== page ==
Washington Buildings Lit up With Khashoggi's Photos on the Second Anniversary of His Gruesome Death

Published October 4th, 2020 - 06:41 GMT
Washington Buildings Lit up With Khashoggi's Photos on the Second Anniversary of His Gruesome Death
Khashoggi's photos were projected on the buildings in memory of the slaim Saudi journalist who had chosen the US for his self-exile prior to his murder in Istanbul. (Twitter: @Timodc)

Two years after the assassination that shocked the world as its details unfolded slowly, human rights activists and journalists remembered the slain Saudi journalist Jamal Khashoggi by projecting his photos on the Saudi Embassy in Washington DC in addition to the Washington Post's building, as it was the newspaper he had worked for during the last year of his life.

On the 3rd of October 2018, the prominent Saudi journalist was last seen as he walked into the Saudi consulate in Istanbul, trying to issue official documents so he could get married to his Turkish fiancee back then.

Two days after Khashoggi had reportedly disappeared, the Turkish police announced that he had been killed only a few minutes after he entered the consulate and that his body was dismembered and dissolved in acid by 15 men who were formed for the mission by Saudi intelligence.

Despite Saudi initial denial of Turkish reports, Saudi officials admitted several weeks later that the journalist was accidentally killed in a botched operation that had aimed to bring him back to KSA. Later, Saudi investigations revealed that the killing was premeditated.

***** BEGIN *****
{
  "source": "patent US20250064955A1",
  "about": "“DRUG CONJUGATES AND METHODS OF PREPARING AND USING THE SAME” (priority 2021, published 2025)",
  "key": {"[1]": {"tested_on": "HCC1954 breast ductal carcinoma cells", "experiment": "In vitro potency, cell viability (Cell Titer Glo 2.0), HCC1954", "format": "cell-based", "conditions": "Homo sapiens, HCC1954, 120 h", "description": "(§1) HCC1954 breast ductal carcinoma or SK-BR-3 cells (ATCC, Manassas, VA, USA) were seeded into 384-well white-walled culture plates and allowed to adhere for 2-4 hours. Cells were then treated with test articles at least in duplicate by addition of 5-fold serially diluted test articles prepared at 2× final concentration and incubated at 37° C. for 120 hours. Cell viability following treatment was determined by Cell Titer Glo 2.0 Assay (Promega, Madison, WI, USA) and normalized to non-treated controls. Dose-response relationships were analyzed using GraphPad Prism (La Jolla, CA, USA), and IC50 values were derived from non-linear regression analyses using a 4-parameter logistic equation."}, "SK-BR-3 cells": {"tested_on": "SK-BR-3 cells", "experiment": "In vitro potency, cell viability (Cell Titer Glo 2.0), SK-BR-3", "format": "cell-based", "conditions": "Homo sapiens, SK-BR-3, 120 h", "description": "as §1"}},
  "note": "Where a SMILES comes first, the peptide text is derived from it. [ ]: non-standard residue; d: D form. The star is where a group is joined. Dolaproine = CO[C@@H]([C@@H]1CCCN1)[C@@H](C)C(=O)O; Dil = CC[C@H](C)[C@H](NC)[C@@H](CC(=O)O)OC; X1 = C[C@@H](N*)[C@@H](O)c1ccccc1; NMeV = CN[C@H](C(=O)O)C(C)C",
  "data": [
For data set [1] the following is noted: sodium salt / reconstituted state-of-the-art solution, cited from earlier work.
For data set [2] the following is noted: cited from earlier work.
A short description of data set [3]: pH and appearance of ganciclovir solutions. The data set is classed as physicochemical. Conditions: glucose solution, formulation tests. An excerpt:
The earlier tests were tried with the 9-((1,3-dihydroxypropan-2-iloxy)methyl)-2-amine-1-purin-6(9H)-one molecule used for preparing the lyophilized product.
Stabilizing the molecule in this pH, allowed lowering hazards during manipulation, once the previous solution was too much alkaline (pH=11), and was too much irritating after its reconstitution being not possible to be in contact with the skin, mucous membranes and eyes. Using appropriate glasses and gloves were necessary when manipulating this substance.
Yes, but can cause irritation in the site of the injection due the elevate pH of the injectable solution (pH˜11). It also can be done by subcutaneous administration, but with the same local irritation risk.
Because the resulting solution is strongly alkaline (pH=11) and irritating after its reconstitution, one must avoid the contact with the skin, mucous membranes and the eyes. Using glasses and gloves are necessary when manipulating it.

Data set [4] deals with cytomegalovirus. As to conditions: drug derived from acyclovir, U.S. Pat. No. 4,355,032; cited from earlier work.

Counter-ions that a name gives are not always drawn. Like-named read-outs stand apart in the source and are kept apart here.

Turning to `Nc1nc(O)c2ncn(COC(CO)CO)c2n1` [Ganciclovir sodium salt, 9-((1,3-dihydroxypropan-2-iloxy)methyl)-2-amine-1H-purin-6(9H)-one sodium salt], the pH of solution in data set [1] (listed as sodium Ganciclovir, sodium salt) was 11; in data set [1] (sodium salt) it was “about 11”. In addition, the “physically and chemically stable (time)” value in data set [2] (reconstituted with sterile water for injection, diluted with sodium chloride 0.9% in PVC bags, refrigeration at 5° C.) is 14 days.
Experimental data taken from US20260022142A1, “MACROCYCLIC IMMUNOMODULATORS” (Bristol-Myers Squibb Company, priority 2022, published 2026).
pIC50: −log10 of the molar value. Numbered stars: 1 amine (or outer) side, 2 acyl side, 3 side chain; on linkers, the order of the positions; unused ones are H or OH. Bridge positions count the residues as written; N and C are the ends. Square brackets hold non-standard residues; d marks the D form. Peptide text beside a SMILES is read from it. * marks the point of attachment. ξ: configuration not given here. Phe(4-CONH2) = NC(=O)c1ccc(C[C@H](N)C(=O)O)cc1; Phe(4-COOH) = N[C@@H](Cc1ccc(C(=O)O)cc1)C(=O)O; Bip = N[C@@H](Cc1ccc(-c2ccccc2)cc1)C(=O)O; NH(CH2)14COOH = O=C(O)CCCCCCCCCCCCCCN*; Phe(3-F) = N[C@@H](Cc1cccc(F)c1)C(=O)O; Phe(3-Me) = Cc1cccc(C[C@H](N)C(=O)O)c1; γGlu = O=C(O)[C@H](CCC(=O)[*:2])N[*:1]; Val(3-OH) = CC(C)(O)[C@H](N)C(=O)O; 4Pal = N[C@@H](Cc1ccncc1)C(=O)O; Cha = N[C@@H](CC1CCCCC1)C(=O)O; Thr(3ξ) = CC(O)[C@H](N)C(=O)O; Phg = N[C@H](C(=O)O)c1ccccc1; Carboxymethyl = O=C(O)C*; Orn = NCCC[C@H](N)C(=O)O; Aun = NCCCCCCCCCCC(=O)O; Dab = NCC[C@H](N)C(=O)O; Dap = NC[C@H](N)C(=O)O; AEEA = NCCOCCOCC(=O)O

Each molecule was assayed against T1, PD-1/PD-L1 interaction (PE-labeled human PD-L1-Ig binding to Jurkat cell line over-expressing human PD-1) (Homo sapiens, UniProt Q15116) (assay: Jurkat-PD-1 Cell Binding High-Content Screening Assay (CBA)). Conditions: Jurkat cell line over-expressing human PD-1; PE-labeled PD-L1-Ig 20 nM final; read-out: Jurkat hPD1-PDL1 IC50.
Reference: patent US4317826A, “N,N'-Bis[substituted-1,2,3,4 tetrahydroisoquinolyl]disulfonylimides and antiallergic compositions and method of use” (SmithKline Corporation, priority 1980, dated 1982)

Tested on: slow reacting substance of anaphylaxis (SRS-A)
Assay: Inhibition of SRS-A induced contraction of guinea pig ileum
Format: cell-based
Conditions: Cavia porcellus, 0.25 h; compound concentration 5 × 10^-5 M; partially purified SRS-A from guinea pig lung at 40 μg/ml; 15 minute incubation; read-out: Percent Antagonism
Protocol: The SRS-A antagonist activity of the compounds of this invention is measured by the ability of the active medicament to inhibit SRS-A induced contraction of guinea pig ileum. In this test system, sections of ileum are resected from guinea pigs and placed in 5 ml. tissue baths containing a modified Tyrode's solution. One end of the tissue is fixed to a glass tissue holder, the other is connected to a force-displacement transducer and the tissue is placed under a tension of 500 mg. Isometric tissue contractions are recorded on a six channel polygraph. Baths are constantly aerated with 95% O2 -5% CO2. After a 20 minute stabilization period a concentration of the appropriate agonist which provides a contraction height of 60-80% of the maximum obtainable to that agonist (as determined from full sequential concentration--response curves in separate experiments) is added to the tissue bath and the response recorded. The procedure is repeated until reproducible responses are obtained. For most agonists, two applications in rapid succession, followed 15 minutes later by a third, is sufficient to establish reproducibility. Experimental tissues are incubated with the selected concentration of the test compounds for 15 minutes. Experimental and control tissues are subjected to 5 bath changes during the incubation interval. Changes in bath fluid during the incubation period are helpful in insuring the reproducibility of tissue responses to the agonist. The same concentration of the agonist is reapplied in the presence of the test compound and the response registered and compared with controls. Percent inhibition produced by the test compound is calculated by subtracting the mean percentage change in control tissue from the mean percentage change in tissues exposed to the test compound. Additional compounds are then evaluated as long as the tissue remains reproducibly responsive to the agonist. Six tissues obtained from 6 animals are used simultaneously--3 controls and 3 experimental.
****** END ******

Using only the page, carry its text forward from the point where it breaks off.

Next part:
Saudi officials insist that the operation that targeted Khashoggi was not ordered by the Crown Prince Mohammad Bin Salman, of whom the late journalist was critical during the last months of his life, even though a CIA assessment report blamed the killing on MBS in November 2018.

Trials held in Saudi Arabia has sentenced five agents to the death penalty last December. Last May, the Khashoggi family released a statement in which they announced "forgiveness" towards members of the death squad, which eliminates the death sentence. Currently, sentences range between 7 and 20 years of jail.

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